In a way, Bhishma achieved a pyrrhic victory through his vow: he saw his stepbrothers fail to enjoy the throne that his father Shantanu unhesitatingly let him renounce. With frightening indifference, Bhishma watches his stepmother Satyavati's grand-children make a mess of their lives. He says nothing when Pandu inexplicably exiles himself to the forest. During the exile, never once does Bhishma enquire about the welfare of Pandu and his wives even after what ought to have been cause for festivities: the birth of five sons. He says nothing when Gandhari decides to keep her eyes permanently bandaged, thereby depriving Hastinapura's blind king of sorely needed help. But, then, Dhritarashtra himself appears to like her self-imposed blindness, for he never protests. And what of the utter callousness with which Bhishma ignores the attempts of the adolescent Kauravas to kill their cousins, not to speak of the division of the kingdom, the dice game and the 13-year exile. Bhishma is, indeed, tragically flawed. Even in the light of the scriptures, he remains a failure. He never graduates beyond the first stage: brahmacharya. Where Satyavati, Ambika and Ambalika take to the forest (vanaprastha)after the coming of the Pandavas, Bhishma, who is older, cannot bring himself to retire gracefully. He is fascinated with the throne of Hastinapura that seems to have immobilised with a basilisk's glare so that, right or wrong, he sticks to that throne. It is a very narrow interpretation of dharma for the sake of which he turns into the inveterate compromiser, a prey to loneliness, unable to take hard decisions to avert catastrophes and perhaps one in whom the libido could neither be sublimated fully nor allowed to run its natural course.
Maggi Lidchi-Grassi's unique quality lies in her ability to plumb these secret chinks in this superman's armour. Her Bhishma tells Arjuna of the mistake Shantanu made in swearing an oath to Ganga, not realising that the hunger for sons is greater than that for a woman. 'One learns of it after the vow is taken,' says Bhishma; and that applies equally to himself.
In this quest for the true meaning of dharma, it is Yudhishthira that the author turns into the key, and it is his role in the death of Drona that leads to the realisation that, 'the world was full of decisions which the old Dharma could not lead you to.' He tells Arjuna, prostrate at Drona's death, that the man he is bewailing is the slayer of Abhimanyu; is the man who watched Draupadi being disrobed; is the general who promised Duryodhana to capture Yudhishthira for yet another dice-game and who swore that he would stop Arjuna from slaying Jayadratha. Yudhishthira tells Arjuna, 'If I have forgone Heaven for this lie, so be it. I do not feel the stain of sin. If Dronacharya is your Guru, mine is Krishna.' Maggi Lidchi-Grassi has voiced these ringing words which have been lying unspoken within the body of the epic for millennia, aching to be brought to the light of day, while generations have gone on berating the lie of Yudhishthira and, like veritable Dhritarashtras and Gandharis, whitewashing Drona and Bhishma, blind to their many sins of inexcusable omissions.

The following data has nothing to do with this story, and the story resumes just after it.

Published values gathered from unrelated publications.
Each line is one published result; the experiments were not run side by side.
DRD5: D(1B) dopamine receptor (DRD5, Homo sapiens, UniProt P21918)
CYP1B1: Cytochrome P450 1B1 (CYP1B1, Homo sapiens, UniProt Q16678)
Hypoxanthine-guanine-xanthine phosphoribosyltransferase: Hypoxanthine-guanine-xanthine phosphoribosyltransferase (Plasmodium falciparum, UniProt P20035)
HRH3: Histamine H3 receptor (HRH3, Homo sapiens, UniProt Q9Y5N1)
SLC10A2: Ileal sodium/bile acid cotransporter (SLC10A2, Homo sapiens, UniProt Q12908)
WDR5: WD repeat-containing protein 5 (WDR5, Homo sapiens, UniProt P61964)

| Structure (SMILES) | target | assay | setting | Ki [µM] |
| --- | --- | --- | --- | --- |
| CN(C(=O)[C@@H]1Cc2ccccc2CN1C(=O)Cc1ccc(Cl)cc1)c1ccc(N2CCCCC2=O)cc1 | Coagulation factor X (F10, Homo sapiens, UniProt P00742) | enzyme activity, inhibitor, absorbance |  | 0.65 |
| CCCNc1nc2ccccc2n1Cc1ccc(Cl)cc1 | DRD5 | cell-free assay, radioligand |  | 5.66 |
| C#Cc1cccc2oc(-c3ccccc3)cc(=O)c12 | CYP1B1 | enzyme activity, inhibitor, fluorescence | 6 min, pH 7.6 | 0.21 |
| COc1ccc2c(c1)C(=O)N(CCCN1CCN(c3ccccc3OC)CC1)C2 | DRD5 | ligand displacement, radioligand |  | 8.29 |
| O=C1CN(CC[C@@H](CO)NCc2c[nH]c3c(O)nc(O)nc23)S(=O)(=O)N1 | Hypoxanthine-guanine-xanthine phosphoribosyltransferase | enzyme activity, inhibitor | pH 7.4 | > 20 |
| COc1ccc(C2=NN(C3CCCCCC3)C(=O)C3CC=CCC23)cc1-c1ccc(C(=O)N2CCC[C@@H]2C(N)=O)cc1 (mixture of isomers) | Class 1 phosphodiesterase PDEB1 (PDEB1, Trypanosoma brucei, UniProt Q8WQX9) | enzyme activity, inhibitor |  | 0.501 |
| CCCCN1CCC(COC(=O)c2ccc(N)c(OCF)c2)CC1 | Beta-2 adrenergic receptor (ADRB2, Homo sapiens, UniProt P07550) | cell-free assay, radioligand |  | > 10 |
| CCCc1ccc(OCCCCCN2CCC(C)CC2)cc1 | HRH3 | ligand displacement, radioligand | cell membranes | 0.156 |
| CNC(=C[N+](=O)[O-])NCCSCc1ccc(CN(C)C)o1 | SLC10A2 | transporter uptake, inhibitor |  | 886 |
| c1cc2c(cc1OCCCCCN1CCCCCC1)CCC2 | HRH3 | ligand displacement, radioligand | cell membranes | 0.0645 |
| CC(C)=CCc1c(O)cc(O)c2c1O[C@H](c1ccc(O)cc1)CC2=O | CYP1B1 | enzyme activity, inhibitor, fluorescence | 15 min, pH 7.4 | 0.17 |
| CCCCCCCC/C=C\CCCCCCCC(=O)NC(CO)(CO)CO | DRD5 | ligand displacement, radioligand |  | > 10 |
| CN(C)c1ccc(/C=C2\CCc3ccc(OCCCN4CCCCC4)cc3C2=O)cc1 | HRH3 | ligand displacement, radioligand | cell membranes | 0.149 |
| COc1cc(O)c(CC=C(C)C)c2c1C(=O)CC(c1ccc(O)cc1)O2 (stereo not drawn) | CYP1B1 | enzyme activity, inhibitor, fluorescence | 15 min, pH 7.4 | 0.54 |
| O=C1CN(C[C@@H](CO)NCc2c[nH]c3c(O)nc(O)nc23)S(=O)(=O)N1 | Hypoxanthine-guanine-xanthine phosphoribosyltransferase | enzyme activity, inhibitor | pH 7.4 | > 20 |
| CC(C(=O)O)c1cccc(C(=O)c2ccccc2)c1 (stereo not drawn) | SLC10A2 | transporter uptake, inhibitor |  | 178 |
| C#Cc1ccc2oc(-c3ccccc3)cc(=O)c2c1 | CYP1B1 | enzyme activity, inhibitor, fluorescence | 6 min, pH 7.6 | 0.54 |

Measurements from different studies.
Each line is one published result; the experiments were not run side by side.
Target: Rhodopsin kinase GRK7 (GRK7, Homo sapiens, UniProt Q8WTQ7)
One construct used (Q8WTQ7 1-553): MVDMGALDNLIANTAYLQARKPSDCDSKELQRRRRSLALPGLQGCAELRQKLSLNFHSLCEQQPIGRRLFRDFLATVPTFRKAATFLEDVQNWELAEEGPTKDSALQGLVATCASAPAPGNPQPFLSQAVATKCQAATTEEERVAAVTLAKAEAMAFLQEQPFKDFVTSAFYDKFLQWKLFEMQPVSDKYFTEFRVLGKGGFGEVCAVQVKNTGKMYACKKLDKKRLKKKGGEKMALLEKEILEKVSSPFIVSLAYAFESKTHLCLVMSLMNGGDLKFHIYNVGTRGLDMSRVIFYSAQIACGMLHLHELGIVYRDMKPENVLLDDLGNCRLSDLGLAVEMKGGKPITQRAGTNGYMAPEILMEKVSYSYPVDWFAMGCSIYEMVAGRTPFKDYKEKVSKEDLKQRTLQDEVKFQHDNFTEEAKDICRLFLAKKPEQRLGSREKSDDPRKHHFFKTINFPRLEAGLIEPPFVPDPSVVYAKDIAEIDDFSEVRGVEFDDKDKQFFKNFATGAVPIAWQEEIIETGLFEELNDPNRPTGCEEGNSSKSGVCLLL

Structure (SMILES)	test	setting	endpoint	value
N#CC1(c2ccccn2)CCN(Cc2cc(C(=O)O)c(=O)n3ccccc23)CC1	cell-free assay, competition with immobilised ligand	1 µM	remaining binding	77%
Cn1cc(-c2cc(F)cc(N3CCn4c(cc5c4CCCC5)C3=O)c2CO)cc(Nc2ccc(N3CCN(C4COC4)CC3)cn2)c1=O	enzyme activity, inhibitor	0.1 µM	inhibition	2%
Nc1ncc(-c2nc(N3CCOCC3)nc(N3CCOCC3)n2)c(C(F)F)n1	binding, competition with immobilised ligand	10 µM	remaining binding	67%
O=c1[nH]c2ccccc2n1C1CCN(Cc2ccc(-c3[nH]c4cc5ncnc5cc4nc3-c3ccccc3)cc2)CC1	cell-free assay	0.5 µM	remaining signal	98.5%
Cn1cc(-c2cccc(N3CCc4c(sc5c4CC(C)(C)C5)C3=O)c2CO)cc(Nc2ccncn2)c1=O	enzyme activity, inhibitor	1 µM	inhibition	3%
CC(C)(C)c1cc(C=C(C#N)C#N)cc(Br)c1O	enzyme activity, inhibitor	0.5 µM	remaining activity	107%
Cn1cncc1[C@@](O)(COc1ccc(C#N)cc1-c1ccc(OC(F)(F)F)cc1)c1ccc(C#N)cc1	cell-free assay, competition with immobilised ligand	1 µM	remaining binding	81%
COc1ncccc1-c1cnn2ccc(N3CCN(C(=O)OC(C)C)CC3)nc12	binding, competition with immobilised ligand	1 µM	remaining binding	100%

The novel raises a profound query: is surrender the best dharma? She asks through Arjuna whether surrender would have averted the war, as it saved the Pandava armies from the all-annihilating Narayana missile launched by Ashvatthama on hearing of Drona's death. Krishna replies in the negative and explains, 'Surrender to a dying dharma (like Bhishma's surrender) only feeds a dying dharma. It is not surrender to the Absolute. Discrimination'that is the most important thing.' It is precisely this faculty which Arjuna lacks and that is the root of his paralysing confusion. In a brilliant image she has Arjuna say, 'Discrimination is an astra that sunders doubt: it is the arrow's head that sunders darkness.' Then she has Krishna lash him into keen consciousness, saying, 'To be without memory as well is worse'I know what we are here for. You forget. Forgetting is the suffering. Ignorance is pain.' It is in this marvellous chapter, the fourteenth, that Maggi Lidchi-Grassi pierces to the core of the dilemma that has plagued the era following the Great War. That was a yugathat forgot and its people knew that they were forgetting. The succeeding generations, however, 'will not know they have forgotten. They will not believe'We have lost the age of sharing with the being in all things. The Kshatriyas have destroyed it with their sole belief in power.'
What of the enigma that is Krishna? The author provides answers through Ashvatthama, through Arjuna but, perhaps, most of all through Vyasa. Arjuna poses his dilemma to Vyasa, who replies, 'Krishna is free of Dharma as humans understand it. It will not work to act as if we are free if we are not'If you annihilate the self that thinks it is doing, then you act within this freedom. If you be the arrow that Krishna lets fly, then that is freedom. Without that, each one of us must walk within his human dharma.'